As matters stood at the end of last week's Flashback Friday, Royal Jordanian had just extorted $800 from us at the ticket counter in Amman, Jordan. Though we did manage to make our flight, needless to say, we had not parted well with RJ. I figured it was good riddance since the only association I planned on having with them anytime soon was negotiations to get our $800 back.
That was before we realized we had left a little blue carry-on suitcase behind at the check-in counter. All of a sudden, I wanted very much to be in communication with those RJ extortioners at that ticket counter, as soon as possible. The cruel truth was that we were going to be stuck on a flight for 12 more hours.
I knew that the poor suitcase's fate would pretty much be decided by the time we could do anything about it. When I was able to talk to RJ, either the suitcase would have already been stolen, or it would be safe and happy in the possession of someone in authority. It was almost entirely out of our hands.
Still, as soon as we landed at JFK airport, I called my #1 go-to person: my mom. She is a brilliant woman for taking care of business and I gave her the details she needed and set her loose on the case. In the meantime, Jeremy and I were dealing with transferring to our next flight to Tucson.
The $800 was really a secondary concern at this point. Jeremy and I tried to piece together what was in that precious suitcase and we came up with an iPod, iPod speakers, a laptop computer, a camera, and an iSight webcam, in addition to sundry non-electronic, important items, including my personal journal from the last two years. We also determined that beyond all reason, that particular suitcase had no identifying tags whatsoever. No permanent luggage tag, no temporary RJ one, and no interior label of any kind. I still held out hope that we could get it back, somehow, but the odds were looking worse and worse.
In addition to my mom's efforts as well as our own emails and phone calls, we mobilized a small network of friends who were still in Amman. Here's how it went down.
1. I sent an email to RJ and received the response, "ATT O/D PLS CHK ND RX ADV WZ B RGDS M.SBEINATI." I wasn't sure if that was good news or bad news.
2. The student friends we sent to the airport asked about the bag and were told that because of security concerns, RJ could not disclose any information about any missing bags. Hmm. Again, not really conclusive either way. Did they have it or didn't they??
3. So we broke out the big guns in the form of the leader of our church congregation in Amman, a retired Foreign Service officer with killer Arabic skillz and a lot of presence who was kind enough to have a chat with RJ on our behalf. RJ told him (so much for security concerns) that they'd found a Samsonite bag with a Canon camera inside on the morning we flew out of Amman. Our suitcase wasn't a Samsonite brand but I was hoping they were using the term generically.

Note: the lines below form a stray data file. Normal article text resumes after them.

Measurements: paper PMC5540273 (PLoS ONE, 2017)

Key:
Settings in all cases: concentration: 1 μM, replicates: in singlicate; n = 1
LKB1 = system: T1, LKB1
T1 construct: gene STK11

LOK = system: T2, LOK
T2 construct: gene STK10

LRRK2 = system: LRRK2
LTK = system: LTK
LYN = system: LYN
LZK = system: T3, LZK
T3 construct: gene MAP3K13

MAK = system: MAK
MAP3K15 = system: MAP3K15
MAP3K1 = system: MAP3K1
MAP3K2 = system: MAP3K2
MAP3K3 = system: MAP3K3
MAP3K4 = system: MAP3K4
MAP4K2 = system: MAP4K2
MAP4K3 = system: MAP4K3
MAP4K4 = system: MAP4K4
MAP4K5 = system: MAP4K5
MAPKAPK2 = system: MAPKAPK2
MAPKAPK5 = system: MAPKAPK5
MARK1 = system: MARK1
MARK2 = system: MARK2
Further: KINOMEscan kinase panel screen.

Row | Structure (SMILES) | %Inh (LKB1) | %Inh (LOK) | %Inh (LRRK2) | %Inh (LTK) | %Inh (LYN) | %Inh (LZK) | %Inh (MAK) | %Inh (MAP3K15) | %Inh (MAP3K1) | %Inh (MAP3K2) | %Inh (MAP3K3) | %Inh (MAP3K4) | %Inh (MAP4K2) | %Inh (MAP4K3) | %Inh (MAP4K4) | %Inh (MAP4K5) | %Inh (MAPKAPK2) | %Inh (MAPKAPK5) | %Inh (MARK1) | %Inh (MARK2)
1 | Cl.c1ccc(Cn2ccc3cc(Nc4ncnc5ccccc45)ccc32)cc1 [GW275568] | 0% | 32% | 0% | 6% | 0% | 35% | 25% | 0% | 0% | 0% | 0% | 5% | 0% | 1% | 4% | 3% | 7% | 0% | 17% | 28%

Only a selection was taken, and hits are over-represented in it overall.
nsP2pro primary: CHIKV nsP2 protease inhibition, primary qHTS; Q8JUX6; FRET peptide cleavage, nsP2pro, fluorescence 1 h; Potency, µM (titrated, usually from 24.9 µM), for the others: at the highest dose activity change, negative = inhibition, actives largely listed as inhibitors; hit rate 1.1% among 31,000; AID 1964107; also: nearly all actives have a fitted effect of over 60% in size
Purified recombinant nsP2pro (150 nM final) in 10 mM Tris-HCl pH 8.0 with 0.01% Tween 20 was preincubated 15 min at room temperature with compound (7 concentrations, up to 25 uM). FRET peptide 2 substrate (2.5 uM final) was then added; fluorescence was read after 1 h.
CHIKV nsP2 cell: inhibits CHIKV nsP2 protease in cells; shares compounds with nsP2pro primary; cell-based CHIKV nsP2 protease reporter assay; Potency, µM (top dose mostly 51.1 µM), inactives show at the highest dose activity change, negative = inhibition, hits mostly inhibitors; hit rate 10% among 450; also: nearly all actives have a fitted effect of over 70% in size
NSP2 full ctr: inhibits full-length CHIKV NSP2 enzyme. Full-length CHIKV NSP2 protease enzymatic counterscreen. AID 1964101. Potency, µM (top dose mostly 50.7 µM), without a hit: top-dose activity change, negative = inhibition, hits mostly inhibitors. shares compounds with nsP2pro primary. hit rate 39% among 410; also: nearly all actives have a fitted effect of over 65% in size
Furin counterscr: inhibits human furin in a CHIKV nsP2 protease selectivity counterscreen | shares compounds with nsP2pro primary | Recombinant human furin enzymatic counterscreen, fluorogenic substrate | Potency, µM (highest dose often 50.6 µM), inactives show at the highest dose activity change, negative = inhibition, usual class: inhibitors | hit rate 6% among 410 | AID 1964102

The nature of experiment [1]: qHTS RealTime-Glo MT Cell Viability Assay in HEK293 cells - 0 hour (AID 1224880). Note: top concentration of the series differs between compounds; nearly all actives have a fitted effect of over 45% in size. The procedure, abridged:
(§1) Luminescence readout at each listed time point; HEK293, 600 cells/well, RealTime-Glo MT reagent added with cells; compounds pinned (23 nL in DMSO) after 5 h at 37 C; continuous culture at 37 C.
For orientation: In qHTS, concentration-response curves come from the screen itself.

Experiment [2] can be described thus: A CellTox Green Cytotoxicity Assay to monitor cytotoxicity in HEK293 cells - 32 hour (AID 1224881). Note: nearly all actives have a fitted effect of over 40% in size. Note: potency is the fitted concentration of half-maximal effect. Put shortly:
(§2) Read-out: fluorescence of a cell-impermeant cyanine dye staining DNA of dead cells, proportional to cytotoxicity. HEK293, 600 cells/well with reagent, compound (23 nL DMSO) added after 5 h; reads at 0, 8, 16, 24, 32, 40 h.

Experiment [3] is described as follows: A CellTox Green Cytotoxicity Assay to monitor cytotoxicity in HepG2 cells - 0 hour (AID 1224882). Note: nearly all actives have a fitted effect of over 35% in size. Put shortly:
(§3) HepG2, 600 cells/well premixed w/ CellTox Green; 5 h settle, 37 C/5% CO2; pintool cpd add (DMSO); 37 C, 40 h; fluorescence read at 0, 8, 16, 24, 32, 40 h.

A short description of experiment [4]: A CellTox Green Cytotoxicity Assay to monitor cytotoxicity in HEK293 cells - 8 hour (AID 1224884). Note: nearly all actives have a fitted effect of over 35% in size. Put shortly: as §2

4. It turned out that bag wasn't ours, but the RJ employee happened to mention to our friend that another suitcase had been left behind a few days before and he'd personally put it on a flight to JFK just that morning. The only information they had about the suitcase was a name - Janice - and a phone number.
Janice is Jeremy's mom's name.
The phone number associated with the bag was our old Tucson phone number.
This HAD to be our missing suitcase. It had left Amman and was on its way to JFK. I made half a dozen phone calls and managed to get on the line with an actual baggage handler at the JFK airport. He punched some information into the system and told me that yep, an unaccompanied suitcase was scheduled to come in that night. I told him it was mine and that he needed to send it right on to Tucson, Arizona.
He did, and when Jeremy went to the airport to pick it up, it was like he was collecting a long-lost relative for a long-awaited visit. And what a sweet reunion it was. If you can believe it, we got our suitcase back with everything still inside of it.
Want to know some other weird things about this story? Well, as soon as we made sure all our stuff was accounted for, I checked the suitcase over to see if it had any kind of address label or identification tag. I was still puzzled as to how RJ had assigned the name Janice and our old phone number to this abandoned suitcase. I never found anything.
Also, an important email sent by our church leader friend that played a crucial part in getting our bag back to us showed up in his email system as having failed to send. But somehow the person who needed it did actually receive it.
Finally, the tickets we bought from RJ terminated at JFK (we bought separate tickets from JetBlue for the remainder of the trip). RJ was under no obligation to send the suitcase on to Tucson, but they did.
To sum up: we left a suitcase full of expensive consumer electronics in the middle of a bustling airport terminal in a foreign country with absolutely no identification attached to it and received that same suitcase at our home in Tucson within a week, with nothing missing from it. Yeah.
But there was still the matter of that $800...
TO BE CONTINUED.